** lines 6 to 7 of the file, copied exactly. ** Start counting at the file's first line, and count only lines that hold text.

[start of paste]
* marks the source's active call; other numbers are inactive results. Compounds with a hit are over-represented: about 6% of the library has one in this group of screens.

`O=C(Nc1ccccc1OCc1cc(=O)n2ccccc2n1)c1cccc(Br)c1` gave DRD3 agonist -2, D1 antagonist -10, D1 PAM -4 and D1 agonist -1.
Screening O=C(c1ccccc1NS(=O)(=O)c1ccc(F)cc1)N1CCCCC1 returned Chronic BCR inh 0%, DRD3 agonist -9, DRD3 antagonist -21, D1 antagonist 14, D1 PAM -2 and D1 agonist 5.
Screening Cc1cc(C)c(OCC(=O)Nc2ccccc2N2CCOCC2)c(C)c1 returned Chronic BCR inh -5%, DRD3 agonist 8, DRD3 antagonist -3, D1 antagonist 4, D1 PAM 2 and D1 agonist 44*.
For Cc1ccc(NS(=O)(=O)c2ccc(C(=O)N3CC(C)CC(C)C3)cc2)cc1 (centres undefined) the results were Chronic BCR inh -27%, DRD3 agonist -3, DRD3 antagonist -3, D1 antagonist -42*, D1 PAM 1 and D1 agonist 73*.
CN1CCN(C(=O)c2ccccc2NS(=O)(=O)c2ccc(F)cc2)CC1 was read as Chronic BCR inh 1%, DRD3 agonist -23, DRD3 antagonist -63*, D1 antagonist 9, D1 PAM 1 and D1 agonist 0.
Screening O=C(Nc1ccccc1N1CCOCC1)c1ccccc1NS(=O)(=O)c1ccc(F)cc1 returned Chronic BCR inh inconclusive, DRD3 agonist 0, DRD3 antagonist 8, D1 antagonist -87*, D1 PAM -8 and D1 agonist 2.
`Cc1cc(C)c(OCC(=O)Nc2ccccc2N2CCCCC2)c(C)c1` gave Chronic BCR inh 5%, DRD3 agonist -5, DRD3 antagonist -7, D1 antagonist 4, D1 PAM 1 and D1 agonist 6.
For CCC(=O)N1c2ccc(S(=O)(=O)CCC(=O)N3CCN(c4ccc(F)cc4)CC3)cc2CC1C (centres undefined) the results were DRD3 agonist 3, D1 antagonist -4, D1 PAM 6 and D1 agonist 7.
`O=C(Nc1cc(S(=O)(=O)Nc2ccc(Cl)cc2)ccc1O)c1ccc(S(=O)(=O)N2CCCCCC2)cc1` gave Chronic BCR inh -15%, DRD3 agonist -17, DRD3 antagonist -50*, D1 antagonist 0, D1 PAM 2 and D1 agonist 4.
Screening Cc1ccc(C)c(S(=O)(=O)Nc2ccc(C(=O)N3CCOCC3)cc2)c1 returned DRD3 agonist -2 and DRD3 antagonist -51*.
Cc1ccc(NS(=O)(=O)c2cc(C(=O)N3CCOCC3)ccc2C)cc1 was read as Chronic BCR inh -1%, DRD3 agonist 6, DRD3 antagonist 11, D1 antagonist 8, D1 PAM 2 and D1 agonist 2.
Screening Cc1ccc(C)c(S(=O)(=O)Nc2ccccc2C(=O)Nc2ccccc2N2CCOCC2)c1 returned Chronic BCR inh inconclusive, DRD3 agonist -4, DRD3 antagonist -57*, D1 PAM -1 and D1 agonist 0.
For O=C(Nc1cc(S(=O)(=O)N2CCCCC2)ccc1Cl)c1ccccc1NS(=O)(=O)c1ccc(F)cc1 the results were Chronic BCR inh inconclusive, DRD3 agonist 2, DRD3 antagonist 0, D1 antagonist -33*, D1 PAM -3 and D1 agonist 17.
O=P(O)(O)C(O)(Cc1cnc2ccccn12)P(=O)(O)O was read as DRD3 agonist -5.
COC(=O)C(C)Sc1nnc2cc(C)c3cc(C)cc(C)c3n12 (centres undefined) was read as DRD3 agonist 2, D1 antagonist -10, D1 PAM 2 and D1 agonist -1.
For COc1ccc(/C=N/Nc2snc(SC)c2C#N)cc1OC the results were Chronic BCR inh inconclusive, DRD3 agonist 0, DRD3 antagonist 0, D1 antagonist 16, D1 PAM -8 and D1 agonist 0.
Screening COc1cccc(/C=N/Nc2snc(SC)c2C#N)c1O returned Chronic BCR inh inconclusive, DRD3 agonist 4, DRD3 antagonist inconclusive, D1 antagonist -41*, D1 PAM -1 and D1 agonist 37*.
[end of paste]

CN1CCN(C(=O)c2ccccc2NS(=O)(=O)c2ccc(F)cc2)CC1 was read as Chronic BCR inh 1%, DRD3 agonist -23, DRD3 antagonist -63*, D1 antagonist 9, D1 PAM 1 and D1 agonist 0.
Screening O=C(Nc1ccccc1N1CCOCC1)c1ccccc1NS(=O)(=O)c1ccc(F)cc1 returned Chronic BCR inh inconclusive, DRD3 agonist 0, DRD3 antagonist 8, D1 antagonist -87*, D1 PAM -8 and D1 agonist 2.